Ethelbert William Bullinger (December 15, 1837 – June 6, 1913) was an Anglican clergyman, prolific author, Biblical scholar, and dispensational theologian.

From 1867 to his death, Bullinger was the secretary of the Trinitarian Bible Society, He was the founder and editor of a monthly journal “Things to Come” for over 20 years. The journal was copied and published in its original format in 7 volumes in 1970 and is now out of print. The work contains many articles and portions of his books along with a question and answer column from his readers and remarks on contemporary events. An unusual feature–and one that demonstrates the graciousness of Dr. Bullinger– are the many sermons, lessons and outlines included from other leading ministers of his day, such men as Sir Robert Anderson, J. Hudson Taylor, Ivan Panin and others. In addition to Dr. Bullinger’s contributions, the work is valuable to a Bible student in that it verifies a large group of well known leaders in the 1800’s were Pre-Tribulational Premillennialists. Their knowledge of prophetic truth further emphasizes that a great body of truth, freely known and preached in the 19th century, was lost to the Body of Christ by the early 20th century and by and large remains so today, being replaced by Covenant Theology, Neo-Pentecostalism, Adventism, and Charismatic fanaticism.

Every man’s teaching should be checked out, scripture with scripture. Bullinger, although in many ways a brilliant man he held a few controversial views that were seen to be extreme by even his dispensational friends. Like many in the Trinitarian Bible Society, he was not strictly adherent to the King James Bible nor was he totally convinced of the absolute authority of the Massoretic, Majority Text, or the Textus Receptus. He corrected Hebrew, Greek, and English texts, using Classical Greek, the Apocrypha and other extra-biblical sources as proof. He was very vocal in his opposition to the Revised Version of 1881. Although one of the most able Hebrew scholars of his day, Bullinger was shunned from the RV Committee, most likely due to his criticism of Westcott and Hort’s critical text but also due to what was seen as unorthodox views of prophecy and the state of man after death.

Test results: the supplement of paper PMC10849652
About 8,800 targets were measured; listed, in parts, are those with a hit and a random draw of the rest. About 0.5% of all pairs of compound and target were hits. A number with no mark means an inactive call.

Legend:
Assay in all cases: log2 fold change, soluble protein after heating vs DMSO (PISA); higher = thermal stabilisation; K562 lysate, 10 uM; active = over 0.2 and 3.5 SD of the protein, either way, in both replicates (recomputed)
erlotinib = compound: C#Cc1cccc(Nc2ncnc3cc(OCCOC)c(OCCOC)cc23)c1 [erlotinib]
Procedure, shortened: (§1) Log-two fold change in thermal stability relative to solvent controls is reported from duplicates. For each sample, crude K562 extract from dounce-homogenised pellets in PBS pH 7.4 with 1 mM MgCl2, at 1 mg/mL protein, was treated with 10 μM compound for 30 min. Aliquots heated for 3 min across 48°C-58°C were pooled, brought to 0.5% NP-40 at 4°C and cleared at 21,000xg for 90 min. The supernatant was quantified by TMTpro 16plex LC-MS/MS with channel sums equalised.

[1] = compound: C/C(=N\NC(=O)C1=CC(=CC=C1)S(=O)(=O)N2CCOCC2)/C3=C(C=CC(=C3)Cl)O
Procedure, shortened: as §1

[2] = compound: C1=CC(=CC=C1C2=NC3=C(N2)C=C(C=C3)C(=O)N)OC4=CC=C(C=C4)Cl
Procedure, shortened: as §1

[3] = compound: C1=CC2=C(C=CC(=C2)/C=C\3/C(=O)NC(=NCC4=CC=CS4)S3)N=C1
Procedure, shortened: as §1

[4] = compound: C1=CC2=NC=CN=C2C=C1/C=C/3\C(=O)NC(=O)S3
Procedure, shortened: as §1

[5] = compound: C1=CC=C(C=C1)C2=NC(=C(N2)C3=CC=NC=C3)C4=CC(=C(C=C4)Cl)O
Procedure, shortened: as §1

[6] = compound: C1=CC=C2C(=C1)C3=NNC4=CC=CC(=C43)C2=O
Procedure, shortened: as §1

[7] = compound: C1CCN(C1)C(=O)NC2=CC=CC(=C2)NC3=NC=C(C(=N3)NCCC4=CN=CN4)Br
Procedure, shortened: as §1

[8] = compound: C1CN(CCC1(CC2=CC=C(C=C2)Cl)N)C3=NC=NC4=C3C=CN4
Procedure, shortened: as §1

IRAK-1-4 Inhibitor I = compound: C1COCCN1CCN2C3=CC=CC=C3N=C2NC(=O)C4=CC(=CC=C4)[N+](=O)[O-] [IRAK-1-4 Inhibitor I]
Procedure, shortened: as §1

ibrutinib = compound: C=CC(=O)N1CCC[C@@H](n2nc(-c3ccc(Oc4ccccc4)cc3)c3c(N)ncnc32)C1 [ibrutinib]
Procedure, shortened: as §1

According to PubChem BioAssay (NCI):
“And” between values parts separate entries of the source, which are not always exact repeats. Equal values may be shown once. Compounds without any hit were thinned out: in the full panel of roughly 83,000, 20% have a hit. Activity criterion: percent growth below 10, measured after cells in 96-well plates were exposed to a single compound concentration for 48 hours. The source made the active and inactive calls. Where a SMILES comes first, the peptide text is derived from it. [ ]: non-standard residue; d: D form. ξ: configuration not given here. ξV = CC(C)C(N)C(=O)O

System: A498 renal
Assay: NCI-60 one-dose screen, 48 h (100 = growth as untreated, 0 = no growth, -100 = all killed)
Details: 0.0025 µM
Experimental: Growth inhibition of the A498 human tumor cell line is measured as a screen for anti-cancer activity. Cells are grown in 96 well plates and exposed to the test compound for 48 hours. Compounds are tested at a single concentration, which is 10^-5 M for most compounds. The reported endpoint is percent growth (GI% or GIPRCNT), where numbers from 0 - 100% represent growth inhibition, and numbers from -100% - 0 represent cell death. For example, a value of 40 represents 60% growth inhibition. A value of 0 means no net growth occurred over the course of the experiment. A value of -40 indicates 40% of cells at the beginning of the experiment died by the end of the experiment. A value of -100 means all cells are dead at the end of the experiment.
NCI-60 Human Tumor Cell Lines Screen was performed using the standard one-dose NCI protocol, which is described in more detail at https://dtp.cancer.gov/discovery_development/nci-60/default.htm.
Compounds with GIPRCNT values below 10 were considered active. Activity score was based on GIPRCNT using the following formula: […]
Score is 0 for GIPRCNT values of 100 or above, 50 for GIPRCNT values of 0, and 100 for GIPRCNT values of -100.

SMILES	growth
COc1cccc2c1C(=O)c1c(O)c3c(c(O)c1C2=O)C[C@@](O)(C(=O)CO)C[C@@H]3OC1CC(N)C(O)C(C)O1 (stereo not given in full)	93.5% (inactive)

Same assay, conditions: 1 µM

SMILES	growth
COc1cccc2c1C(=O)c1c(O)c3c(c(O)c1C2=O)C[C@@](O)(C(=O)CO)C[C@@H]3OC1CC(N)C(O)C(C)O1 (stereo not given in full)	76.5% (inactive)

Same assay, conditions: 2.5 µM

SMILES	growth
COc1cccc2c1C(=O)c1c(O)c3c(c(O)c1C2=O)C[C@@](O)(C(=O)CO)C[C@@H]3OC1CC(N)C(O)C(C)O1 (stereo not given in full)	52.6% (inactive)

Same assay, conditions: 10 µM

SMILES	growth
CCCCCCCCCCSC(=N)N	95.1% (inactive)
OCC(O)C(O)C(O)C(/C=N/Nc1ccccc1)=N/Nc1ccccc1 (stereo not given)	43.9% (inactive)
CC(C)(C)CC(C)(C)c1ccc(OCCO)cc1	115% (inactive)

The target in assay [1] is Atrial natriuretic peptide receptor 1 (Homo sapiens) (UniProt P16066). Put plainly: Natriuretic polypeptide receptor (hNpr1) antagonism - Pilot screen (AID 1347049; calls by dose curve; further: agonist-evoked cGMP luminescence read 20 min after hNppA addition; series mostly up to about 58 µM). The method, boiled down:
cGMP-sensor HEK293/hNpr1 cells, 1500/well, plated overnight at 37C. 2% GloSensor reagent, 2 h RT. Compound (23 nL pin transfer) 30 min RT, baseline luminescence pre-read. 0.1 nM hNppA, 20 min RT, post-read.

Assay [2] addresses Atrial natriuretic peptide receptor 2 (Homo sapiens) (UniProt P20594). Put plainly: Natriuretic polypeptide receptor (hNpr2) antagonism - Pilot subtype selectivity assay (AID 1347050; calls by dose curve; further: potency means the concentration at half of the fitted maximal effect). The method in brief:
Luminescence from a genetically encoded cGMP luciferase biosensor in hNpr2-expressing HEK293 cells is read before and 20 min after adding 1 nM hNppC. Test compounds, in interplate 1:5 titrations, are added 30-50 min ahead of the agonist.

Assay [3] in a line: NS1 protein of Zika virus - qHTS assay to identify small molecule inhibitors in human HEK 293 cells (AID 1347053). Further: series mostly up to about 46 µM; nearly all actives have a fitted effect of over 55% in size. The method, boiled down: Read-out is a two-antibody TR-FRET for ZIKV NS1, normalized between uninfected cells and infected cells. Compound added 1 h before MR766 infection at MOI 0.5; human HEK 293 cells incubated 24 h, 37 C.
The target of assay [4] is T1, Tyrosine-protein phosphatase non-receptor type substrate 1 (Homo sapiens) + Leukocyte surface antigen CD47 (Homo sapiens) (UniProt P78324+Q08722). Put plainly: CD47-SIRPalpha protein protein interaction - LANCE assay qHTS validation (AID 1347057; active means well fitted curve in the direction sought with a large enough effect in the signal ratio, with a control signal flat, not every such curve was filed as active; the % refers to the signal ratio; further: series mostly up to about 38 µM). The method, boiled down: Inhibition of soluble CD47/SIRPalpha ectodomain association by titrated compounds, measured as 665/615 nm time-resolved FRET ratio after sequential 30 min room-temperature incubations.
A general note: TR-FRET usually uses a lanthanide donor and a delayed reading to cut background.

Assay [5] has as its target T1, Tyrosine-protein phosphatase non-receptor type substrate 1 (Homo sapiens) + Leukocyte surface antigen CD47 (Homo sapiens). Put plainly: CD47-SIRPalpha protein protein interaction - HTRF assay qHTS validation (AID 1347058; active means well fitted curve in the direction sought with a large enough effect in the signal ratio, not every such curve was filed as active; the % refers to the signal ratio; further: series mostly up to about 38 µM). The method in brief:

The Bible student should not discount his work, for much of his dispensational theology is valuable and excelled (as long as he followed the Bible text) far beyond his contemporaries, as well as the teaching of today. On the other hand, neither should we swallow “hook, line, and sinker” everything he said as the final word on dispensational theology.

His acquiescence to “scholarly standing” in using secular sources affected his conclusions, many of them at variance with the King James Bible. The following article illustrates his methods of interpretation–a weak and proud moment of his scholarship –Dave Reese, 2013)

THINGS TO COME, A Journal of Biblical Literature. Vol. III., FEBRUARY, 1897., No. 8., pp. 93, 94.
Questions and Answers.
D., Bromley. “What is the force of the word ‘wait,’ in 1 Thess. i. 10, ‘to wait for His Son from Heaven’ ?”


“The word is remarkable, for it occurs nowhere else in the New Testament, though there are five other words translated “wait for.” This means to wait out, to await with endurance, patience, and confidence, that which is known, foreseen, and expected. In Job vii. 2 it is used of a hireling who looks or waits for his pay. In Isa. lix. 11, “We look for judgment, but there is none ; for salvation, but it is far from us.” In Judith vii. 12, Holofernes is urged to “remain” in the camp, while the Jews whom he was besieging should die, or capitulate from thirst, and in viii. 17, they say, “Therefore let us wait for salvation of Him, and call upon Him to help us.”